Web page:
Ten studies were included, of which seven were controlled. The overall number of participants was not stated.
The overall quality of studies was judged as relatively high. Most assessed the reliability of diagnoses at baseline and also evaluated the degree to which the treatment protocol was maintained. There were high attrition rates among studies of older participants.
Immediate effectiveness of CBT (seven controlled studies)
Pooling of seven controlled studies resulted in an overall ES of -1.15, significantly favouring CBT compared to controls receiving a non-specific active treatment or no current treatment (Fischer's z test p<0.05). The Fail Safe N test indicated that 18 studies with no effect would be required to negate the statistical significance of this result. However, there was significant statistical heterogeneity (p<0.05). Subgroup analysis by age showed a larger ES for young adults (mean age 39) (ES -1.69, standard deviation (SD) 0.36, p<0.05) than for older participants (mean age 68) (ES -0.82, SD 0.43, p<0.05). Hedges' test for homogeneity was non-significant for these subgroup analyses (p>1).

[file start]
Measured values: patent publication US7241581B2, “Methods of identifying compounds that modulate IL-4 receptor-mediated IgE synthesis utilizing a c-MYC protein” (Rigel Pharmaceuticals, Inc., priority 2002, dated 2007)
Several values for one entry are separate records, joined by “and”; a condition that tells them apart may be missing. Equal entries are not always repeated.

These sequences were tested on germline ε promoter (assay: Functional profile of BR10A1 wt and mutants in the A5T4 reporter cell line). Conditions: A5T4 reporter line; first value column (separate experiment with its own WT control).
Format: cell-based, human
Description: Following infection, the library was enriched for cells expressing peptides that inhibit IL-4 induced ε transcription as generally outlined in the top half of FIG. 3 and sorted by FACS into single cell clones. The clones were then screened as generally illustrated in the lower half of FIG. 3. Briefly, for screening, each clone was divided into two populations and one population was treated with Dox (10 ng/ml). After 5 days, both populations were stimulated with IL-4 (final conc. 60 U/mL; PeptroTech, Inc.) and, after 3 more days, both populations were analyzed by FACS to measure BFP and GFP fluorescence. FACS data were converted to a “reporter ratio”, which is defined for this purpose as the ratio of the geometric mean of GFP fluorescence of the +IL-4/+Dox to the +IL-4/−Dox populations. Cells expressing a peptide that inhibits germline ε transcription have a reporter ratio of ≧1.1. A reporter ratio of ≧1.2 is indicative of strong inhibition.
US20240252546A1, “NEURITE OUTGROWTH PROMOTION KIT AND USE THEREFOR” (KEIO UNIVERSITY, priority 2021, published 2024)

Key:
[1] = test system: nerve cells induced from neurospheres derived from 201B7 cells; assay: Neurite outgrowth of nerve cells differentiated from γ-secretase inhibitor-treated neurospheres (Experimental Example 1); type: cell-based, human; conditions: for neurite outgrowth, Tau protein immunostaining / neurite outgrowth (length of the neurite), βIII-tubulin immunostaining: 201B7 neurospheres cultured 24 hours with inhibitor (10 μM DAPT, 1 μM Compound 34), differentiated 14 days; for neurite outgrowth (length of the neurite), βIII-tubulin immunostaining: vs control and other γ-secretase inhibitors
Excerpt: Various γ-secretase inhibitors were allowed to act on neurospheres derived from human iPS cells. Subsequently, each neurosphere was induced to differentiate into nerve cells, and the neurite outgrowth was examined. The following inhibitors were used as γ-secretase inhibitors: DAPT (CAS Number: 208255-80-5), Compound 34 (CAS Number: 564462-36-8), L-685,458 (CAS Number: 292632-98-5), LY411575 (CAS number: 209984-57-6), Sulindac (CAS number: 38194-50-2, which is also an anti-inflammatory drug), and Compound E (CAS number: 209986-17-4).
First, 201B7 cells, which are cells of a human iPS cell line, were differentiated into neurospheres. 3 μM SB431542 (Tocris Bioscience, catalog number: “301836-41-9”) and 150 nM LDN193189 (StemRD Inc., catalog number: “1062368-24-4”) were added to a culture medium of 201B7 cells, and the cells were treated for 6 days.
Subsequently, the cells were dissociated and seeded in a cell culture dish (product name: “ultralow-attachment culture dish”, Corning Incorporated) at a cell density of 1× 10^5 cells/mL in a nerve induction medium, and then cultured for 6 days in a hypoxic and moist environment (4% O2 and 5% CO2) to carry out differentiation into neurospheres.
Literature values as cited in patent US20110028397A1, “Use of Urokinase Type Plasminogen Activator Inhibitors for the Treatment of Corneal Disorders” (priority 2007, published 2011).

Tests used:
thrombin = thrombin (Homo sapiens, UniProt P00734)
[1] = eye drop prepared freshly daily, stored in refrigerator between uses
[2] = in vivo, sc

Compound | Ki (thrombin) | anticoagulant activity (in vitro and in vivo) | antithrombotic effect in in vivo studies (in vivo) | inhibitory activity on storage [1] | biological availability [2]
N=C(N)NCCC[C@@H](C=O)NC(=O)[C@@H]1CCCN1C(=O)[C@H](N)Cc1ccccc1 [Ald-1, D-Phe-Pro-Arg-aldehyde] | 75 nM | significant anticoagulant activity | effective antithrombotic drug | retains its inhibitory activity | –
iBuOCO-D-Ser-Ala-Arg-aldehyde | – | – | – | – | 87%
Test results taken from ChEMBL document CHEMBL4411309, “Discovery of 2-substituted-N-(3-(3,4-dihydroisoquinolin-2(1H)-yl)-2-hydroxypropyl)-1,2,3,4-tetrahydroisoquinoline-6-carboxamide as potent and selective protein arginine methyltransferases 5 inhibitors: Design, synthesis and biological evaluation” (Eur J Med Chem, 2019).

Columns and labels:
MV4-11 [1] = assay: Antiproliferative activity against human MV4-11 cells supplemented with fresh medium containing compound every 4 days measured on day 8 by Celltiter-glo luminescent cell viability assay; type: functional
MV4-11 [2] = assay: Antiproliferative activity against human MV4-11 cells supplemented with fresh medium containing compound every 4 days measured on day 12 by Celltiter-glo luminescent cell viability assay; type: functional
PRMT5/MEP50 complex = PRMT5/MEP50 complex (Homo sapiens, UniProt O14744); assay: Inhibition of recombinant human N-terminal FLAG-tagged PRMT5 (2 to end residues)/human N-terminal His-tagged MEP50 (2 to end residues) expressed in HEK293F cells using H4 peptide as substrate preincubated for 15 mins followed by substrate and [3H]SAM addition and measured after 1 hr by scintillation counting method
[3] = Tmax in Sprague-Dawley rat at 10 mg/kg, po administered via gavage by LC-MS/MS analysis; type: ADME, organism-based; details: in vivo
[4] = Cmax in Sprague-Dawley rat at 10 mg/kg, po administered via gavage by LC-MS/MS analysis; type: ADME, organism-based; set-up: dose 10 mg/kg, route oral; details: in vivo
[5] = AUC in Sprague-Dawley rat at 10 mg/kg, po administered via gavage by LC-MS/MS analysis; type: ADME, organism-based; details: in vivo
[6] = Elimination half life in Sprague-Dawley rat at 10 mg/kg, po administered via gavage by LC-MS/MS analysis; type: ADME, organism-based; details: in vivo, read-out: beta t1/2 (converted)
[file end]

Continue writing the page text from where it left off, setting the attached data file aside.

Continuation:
Effectiveness of CBT over time (eight studies)
When scores in the CBT groups at the end of treatment were compared with their measures at six and 12 months the differences in ES were quite small, indicating that the benefits of therapy were generally maintained over follow up. At six months, mean ES in the young adult group was 0.009 (SD 0.26) and in older adults it was 0.12 (SD 0.22). At 12 months, ES in the young adult group was 0.027 (SD 0.37) and in older adults it was 0.23 (SD 0.12). The mean PSWQ score of CBT groups after treatment was within the normal range in both young people (mean score 46.93) and older adults (mean score 51.00) and over one SD outside the clinical range. This trend continued over 12-month follow up.
Effect of setting
Subgroup analysis showed that the immediate effect of CBT was higher in studies using individual CBT (ES -1.72) than in those using group sessions (ES 0.91). Follow-up data indicated that studies using group sessions had a continued reduction in worry at six months (0.25) and 12 months (-0.43). In groups receiving individual therapy there was little change during follow up.